~ Eckhart Tolle, The Power of Now

“Ego could be defined as whatever covers up basic goodness. From an experiential point of view, what is ego covering up? It’s covering up our experience of just being here, just fully being where we are, so that we can relate with the immediacy of our experience. Egolessness is a state of mind that has complete confidence in the sacredness of the world. It is unconditional well being, unconditional joy that includes all the different qualities of our experience.”
~ Pema Chodron

“The individual is separate from his universal environment only in name. When this is not recognized, you have been fooled by your name. Confusing names with Nature, you come to believe that having a separate name makes you a separate being. This is—rather literally—to be spellbound.
~ Alan Watts

“When the line between myself and what happens to me is dissolved and there is no stronghold left for an ego even as a passive witness, I find myself not in a world but
as a world which is neither compulsive nor capricious.”
~ Alan Watts

“The ego says that the world is vast, and that the particles which form it are tiny. When tiny particles join, it says, the vast world appears. When the vast world disperses, it says, tiny particles appear. The ego is entranced by all these names and ideas, but the subtle truth is that world and particle are the same; neither one vast, neither one tiny. Every thing is equal to every other thing. Names and concepts only block your perception of this Great Oneness. Therefore it is wise to ignore them. Those who live inside their egos are continually bewildered: they struggle frantically to know whether things are large or small, whether or not there is a purpose to joining or dispersing, whether the universe is blind and mechanical or the divine creation of a conscious being. In reality there are no grounds for having beliefs or making comments about such things. Look behind them instead, and you will discern the deep, silent, complete truth of the Tao. Embrace it, and your bewilderment vanishes.”
~ Lao Tzu

“The ego is a monkey catapulting through the jungle: Totally fascinated by the realm of the senses, it swings from one desire to the next, one conflict to the next, one self-centered idea to the next. If you threaten it, it actually fears for its life. Let this monkey go. Let the senses go. Let desires go. Let conflicts go. Let ideas go. Let the fiction of life and death go. Just remain in the center, watching. And then forget that you are there.”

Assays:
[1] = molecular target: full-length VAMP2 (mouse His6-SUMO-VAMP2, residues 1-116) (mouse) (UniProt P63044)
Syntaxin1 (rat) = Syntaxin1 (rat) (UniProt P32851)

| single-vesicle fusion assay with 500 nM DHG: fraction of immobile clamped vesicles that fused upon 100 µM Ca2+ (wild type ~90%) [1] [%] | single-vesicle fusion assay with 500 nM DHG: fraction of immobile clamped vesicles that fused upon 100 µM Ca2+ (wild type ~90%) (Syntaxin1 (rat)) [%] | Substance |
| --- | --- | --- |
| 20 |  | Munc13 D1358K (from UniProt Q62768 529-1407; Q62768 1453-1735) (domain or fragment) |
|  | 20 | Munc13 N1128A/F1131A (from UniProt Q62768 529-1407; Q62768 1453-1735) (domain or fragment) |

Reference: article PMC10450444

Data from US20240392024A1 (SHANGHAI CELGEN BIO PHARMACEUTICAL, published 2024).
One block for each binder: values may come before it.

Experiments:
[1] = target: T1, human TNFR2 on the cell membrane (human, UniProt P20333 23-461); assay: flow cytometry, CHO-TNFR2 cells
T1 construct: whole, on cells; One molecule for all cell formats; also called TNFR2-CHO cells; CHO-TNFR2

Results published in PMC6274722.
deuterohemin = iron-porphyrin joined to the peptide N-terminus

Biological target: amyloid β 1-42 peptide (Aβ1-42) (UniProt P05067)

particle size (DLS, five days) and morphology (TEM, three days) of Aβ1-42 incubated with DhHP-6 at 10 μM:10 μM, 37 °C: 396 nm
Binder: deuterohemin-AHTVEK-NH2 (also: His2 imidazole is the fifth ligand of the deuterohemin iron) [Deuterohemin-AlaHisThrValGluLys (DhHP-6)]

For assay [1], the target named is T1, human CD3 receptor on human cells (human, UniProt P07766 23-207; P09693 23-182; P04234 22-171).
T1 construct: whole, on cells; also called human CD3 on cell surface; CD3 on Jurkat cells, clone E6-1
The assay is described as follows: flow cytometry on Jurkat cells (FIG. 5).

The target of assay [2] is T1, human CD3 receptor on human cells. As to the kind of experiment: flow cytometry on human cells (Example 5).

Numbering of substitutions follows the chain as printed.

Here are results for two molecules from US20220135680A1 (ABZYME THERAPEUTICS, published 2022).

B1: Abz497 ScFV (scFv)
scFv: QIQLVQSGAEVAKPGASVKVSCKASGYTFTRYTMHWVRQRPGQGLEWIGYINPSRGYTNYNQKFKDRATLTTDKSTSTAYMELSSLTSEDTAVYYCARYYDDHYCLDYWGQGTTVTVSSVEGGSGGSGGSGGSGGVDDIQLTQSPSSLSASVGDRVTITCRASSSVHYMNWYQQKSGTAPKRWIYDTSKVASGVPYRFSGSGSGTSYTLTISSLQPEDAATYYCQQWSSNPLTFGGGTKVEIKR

~ Lao Tzu

“Free of ego, living naturally, working virtuously, you become filled with inexhaustible vitality and are liberated forever from the cycle of death and rebirth. Understand this if nothing else: spiritual freedom and oneness with the Tao are not randomly bestowed gifts, but the rewards of conscious self-transformation and self-evolution.”
~ Lao Tzu

Q: “How much “ego” do you need?
A: Just enough so that you don’t step in front of a bus.”
~ Shunryu Suzuki Roshi



Ron’s audio recitation of What is Ego?

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Say I am You ~ by Rumi

“There is no reality but God,
says the completely surrendered sheik,
who is an ocean for all beings.”
~ Rumi




Say I am You ~ by Rumi

I am dust particles in sunlight,
I am the round sun.

To the bits of dust I say, Stay.
To the sun, Keep moving.

I am morning mist,
and the breathing of evening.

I am wind in the top of a grove,
and surf on the cliff.

Mast, rudder, helmsman, and keel,
I am also the coral reef they founder on.

I am a tree with a trained parrot in its branches.
Silence, thought, and voice.

The musical air coming through a flute,
a spark of stone, a flickering

in metal. Both candle,
and the moth crazy around it.

Rose, and the nightingale
lost in the fragrance.

I am all orders of being, the circling galaxy,
the evolutionary intelligence, the lift,

and the falling away. What is,
and what isn’t. You who know

Jelaluddin, You the one
in all, say who

I am. Say I
am You.

 

(Translation by Coleman Barks)





Perennial Permanence Puzzlement

“This existence of ours is as transient as autumn clouds
. To watch the birth and death of beings is like looking at the movements of a dance. 
A lifetime is like a flash of lightning in the sky, rushing by like a torrent down a steep mountain.”
~ Buddha (563 – 483 BC)
“In the beginning was Atman; the one without a second.”
“We are like the spider. We weave our life and then move along in it. We are like the dreamer who dreams and then lives in the dream. This is true for the entire universe.”
~ Aitareya Upanishad
A corporeal phenomenon, a feeling, a perception, a mental formation, a consciousness, which is permanent and persistent, eternal and not subject to change, such a thing the wise men in this world do not recognize; and I also say that there is no such thing.
~ Buddha (563 – 483 B.C)




Is there anything permanent
in Heaven’s vast firmament?

Is there a Perfection
beyond all conception –
a Cause of all that’s so?

Is there a force – an Eternal Source –
that we can ever know?

Is it our task, to seek and to ask,
and so to ever grow?

‘Tis a Perennial Puzzlement!



Ron’s recitation of Perennial Permanence Puzzlement

Listen to